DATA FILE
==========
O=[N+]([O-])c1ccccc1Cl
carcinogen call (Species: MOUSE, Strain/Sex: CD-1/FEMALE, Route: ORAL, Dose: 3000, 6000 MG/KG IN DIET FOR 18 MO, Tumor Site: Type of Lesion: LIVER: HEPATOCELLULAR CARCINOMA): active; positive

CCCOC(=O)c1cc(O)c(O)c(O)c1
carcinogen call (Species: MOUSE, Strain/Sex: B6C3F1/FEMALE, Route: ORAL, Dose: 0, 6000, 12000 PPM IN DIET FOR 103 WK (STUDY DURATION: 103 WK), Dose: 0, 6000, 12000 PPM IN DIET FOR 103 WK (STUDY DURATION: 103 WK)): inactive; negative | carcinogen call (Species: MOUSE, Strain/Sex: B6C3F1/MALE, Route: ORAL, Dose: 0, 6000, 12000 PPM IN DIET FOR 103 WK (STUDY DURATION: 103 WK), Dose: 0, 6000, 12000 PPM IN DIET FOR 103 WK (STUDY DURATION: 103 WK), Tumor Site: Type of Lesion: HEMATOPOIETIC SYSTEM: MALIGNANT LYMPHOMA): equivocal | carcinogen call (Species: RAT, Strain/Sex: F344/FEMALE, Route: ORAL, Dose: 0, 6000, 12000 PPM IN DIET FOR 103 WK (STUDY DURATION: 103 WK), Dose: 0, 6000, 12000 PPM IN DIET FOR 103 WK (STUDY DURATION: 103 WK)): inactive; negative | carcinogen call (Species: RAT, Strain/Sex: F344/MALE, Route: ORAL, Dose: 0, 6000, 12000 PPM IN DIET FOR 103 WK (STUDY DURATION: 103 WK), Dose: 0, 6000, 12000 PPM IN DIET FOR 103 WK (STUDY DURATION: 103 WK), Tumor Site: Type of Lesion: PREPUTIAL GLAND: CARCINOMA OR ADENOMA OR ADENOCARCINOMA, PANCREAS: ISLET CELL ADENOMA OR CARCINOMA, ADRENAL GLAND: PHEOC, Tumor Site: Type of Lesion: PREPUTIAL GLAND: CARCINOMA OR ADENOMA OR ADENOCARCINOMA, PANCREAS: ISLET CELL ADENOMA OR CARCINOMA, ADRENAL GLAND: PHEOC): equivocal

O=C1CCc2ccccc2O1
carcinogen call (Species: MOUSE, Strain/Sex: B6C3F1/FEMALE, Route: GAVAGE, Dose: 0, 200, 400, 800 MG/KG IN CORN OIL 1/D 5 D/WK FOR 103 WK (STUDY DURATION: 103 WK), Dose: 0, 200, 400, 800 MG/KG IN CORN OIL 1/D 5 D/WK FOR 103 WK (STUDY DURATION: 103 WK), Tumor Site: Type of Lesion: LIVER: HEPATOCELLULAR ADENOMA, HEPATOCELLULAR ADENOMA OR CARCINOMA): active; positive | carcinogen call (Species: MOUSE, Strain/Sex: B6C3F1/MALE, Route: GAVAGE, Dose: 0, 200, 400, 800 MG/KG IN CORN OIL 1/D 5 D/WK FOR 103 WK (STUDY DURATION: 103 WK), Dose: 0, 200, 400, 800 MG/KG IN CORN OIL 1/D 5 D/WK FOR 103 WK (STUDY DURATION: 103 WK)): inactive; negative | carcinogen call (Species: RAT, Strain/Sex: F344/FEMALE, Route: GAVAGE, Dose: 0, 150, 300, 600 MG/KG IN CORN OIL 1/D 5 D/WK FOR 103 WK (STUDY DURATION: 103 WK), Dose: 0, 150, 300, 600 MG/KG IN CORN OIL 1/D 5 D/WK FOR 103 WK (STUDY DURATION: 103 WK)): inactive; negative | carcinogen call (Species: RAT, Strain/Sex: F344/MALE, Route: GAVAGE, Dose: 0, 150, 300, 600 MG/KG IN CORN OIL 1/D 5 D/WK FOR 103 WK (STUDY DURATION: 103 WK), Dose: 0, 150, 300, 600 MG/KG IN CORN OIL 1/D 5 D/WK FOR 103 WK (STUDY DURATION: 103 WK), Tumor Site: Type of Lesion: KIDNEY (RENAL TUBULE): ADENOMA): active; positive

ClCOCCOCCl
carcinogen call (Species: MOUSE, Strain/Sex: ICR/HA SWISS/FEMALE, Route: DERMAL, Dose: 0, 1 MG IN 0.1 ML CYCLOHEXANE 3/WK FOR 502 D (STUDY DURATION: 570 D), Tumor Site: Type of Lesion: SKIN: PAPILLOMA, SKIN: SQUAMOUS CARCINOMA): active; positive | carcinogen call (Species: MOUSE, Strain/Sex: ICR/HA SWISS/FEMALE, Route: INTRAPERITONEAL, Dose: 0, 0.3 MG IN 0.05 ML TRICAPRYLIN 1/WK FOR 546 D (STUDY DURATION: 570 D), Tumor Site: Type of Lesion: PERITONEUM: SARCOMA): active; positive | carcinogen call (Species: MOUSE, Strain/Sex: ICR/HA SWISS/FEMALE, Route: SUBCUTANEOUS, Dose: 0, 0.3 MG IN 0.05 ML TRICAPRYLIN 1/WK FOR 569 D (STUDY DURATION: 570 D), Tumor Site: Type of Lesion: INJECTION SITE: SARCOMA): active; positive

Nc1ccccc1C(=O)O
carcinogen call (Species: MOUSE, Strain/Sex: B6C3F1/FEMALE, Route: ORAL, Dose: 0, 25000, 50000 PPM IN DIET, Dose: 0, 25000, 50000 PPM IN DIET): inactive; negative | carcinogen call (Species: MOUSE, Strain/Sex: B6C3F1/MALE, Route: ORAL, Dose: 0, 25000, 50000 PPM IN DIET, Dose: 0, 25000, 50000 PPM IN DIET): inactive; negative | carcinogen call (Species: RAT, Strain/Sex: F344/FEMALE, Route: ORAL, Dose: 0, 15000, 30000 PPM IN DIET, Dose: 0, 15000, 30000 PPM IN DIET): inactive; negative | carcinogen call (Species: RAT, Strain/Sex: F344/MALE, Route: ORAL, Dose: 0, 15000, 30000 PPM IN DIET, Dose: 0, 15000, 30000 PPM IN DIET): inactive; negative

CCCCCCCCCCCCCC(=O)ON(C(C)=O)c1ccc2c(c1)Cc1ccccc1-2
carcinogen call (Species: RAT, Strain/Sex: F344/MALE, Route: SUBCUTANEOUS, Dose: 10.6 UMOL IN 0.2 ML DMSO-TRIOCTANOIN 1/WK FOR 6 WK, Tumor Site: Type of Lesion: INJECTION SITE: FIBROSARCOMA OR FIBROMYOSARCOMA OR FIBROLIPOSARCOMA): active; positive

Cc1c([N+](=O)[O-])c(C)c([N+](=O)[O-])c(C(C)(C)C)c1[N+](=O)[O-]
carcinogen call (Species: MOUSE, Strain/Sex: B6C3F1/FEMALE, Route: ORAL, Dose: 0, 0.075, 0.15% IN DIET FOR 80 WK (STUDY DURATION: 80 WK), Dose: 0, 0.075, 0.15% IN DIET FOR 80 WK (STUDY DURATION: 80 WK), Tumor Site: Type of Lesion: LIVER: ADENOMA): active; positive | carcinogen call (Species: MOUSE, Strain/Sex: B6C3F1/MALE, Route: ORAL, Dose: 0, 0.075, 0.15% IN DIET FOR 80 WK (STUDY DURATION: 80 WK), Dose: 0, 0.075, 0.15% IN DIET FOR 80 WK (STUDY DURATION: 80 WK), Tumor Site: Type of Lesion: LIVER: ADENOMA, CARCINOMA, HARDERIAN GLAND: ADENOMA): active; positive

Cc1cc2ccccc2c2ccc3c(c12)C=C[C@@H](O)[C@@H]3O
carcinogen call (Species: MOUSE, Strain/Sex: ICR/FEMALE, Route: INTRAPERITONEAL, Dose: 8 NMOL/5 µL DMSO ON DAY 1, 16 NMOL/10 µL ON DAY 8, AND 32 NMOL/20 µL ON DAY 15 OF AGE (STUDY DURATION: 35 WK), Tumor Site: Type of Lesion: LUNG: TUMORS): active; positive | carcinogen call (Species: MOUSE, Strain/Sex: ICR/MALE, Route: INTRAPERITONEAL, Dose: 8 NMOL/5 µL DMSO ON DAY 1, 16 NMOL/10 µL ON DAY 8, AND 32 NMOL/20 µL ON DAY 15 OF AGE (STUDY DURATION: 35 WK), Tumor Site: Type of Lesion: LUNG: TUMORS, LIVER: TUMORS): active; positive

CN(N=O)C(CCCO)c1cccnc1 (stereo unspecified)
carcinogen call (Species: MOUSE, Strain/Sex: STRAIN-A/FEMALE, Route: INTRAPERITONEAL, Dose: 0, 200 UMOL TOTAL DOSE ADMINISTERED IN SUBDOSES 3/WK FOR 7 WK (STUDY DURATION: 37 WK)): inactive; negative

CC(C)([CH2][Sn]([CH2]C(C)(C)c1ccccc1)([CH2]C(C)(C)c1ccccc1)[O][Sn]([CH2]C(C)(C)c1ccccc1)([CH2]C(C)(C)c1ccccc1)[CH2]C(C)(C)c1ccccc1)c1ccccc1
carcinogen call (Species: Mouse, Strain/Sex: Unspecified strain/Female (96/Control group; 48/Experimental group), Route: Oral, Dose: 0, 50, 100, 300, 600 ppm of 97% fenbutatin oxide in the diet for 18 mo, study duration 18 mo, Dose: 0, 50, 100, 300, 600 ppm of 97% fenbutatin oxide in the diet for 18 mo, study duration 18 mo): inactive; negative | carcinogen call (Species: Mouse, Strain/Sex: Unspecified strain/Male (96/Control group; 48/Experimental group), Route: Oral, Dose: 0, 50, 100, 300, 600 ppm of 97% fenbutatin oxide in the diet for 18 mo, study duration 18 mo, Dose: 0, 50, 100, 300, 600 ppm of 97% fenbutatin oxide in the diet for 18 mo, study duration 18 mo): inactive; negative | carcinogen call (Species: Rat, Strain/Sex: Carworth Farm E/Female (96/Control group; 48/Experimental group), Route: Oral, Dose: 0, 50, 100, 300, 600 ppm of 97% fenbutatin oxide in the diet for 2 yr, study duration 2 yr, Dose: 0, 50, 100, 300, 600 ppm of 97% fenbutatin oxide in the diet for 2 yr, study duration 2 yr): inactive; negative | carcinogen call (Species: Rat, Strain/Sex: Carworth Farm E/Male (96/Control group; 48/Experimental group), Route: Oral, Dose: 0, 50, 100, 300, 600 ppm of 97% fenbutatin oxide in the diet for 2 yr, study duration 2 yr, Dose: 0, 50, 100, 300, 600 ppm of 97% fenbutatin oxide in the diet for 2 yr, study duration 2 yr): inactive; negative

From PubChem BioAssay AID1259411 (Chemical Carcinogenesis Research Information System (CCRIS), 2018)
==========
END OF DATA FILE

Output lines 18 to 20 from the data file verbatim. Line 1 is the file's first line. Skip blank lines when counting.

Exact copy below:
carcinogen call (Species: MOUSE, Strain/Sex: STRAIN-A/FEMALE, Route: INTRAPERITONEAL, Dose: 0, 200 UMOL TOTAL DOSE ADMINISTERED IN SUBDOSES 3/WK FOR 7 WK (STUDY DURATION: 37 WK)): inactive; negative

CC(C)([CH2][Sn]([CH2]C(C)(C)c1ccccc1)([CH2]C(C)(C)c1ccccc1)[O][Sn]([CH2]C(C)(C)c1ccccc1)([CH2]C(C)(C)c1ccccc1)[CH2]C(C)(C)c1ccccc1)c1ccccc1
carcinogen call (Species: Mouse, Strain/Sex: Unspecified strain/Female (96/Control group; 48/Experimental group), Route: Oral, Dose: 0, 50, 100, 300, 600 ppm of 97% fenbutatin oxide in the diet for 18 mo, study duration 18 mo, Dose: 0, 50, 100, 300, 600 ppm of 97% fenbutatin oxide in the diet for 18 mo, study duration 18 mo): inactive; negative | carcinogen call (Species: Mouse, Strain/Sex: Unspecified strain/Male (96/Control group; 48/Experimental group), Route: Oral, Dose: 0, 50, 100, 300, 600 ppm of 97% fenbutatin oxide in the diet for 18 mo, study duration 18 mo, Dose: 0, 50, 100, 300, 600 ppm of 97% fenbutatin oxide in the diet for 18 mo, study duration 18 mo): inactive; negative | carcinogen call (Species: Rat, Strain/Sex: Carworth Farm E/Female (96/Control group; 48/Experimental group), Route: Oral, Dose: 0, 50, 100, 300, 600 ppm of 97% fenbutatin oxide in the diet for 2 yr, study duration 2 yr, Dose: 0, 50, 100, 300, 600 ppm of 97% fenbutatin oxide in the diet for 2 yr, study duration 2 yr): inactive; negative | carcinogen call (Species: Rat, Strain/Sex: Carworth Farm E/Male (96/Control group; 48/Experimental group), Route: Oral, Dose: 0, 50, 100, 300, 600 ppm of 97% fenbutatin oxide in the diet for 2 yr, study duration 2 yr, Dose: 0, 50, 100, 300, 600 ppm of 97% fenbutatin oxide in the diet for 2 yr, study duration 2 yr): inactive; negative